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Fahrenheit 451

February 26, 2006 ・ Blog

I just saw François Truffaut’s 1966 film of Farenheit 451. It still feels very fresh, despite some faintly hammy performances (Julie Christie especially). I really liked the level of detail: the opening credits are spoken (since the written word is forbidden in this future distopia), and the production design is inspired.

This repressive world isn’t set in some 1984/Brazil densely-populated concrete-and-steel city. Its people live in modernist Span-style houses in tree-lined suburbs, tastefully furnished in mid-century modern chairs and ornaments. It even features a monorail. Truffaut’s characterisation of this world of ignorant comfort with utopian modernist design is perfect.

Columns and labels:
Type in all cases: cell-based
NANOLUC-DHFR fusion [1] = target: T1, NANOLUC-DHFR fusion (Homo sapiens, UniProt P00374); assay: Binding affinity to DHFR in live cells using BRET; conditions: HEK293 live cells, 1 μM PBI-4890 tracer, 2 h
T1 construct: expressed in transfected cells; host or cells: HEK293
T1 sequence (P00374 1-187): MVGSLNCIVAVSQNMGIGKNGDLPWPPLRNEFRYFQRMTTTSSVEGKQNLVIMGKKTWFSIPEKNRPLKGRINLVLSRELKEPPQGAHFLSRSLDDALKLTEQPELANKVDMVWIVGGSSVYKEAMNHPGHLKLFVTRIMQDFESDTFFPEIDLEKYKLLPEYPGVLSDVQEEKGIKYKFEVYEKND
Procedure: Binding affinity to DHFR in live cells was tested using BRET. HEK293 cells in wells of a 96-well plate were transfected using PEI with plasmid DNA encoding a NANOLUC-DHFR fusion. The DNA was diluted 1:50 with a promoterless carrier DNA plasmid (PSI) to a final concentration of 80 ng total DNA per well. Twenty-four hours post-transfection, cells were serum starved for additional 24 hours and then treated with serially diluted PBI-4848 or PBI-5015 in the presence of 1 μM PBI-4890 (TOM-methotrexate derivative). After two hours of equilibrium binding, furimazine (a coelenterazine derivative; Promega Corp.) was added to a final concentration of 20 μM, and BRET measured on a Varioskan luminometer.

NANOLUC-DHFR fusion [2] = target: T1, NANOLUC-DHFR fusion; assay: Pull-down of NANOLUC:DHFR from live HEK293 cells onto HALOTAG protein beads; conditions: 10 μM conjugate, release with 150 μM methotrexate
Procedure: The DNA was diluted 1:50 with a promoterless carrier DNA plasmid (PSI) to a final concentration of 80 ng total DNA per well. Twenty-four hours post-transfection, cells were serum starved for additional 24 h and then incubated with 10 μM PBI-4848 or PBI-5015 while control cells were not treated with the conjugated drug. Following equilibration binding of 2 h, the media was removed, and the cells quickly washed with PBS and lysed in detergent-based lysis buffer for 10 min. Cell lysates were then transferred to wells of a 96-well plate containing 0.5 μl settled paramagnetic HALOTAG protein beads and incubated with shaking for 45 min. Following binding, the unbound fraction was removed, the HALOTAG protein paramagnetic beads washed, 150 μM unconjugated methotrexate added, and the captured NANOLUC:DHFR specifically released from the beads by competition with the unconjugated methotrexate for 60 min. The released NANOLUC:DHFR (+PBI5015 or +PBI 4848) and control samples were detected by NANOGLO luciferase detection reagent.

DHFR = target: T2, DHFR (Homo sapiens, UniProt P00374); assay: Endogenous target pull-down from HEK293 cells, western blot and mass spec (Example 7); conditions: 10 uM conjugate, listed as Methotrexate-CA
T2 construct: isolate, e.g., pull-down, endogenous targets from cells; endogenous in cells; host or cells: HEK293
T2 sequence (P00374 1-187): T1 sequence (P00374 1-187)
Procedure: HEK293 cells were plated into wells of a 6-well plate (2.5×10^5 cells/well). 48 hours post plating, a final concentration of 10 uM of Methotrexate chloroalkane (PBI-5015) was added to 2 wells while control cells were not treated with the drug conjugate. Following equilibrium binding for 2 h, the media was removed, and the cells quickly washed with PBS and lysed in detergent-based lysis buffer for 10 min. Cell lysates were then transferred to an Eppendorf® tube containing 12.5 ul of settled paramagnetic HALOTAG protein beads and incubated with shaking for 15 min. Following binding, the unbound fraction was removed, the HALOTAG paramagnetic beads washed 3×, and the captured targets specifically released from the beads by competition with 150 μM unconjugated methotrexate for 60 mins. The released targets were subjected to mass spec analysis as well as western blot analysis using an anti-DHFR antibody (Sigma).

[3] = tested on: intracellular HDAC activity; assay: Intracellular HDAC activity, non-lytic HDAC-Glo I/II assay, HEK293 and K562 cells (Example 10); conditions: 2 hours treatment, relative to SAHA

Design is often employed to make people thoughtless. To make lives easy and seamless. To smooth over cracks. Good design is about having a designer do all the thinking for you. Truffaut’s interpretation of Ray Bradbury’s book emphasises the role of literature in reminding us about difficult emotions like pain and anger, because they are what life is about. These emotions are the antithesis of the kind of good design marketed by Ikea or the Conran Shop.

It’s quite startling that Truffaut was thinking about this with such clarity in the 1960s. With mid-century modern being in such vogue at the moment, seeing it equated with tyranny in this film is deliciously unsettling.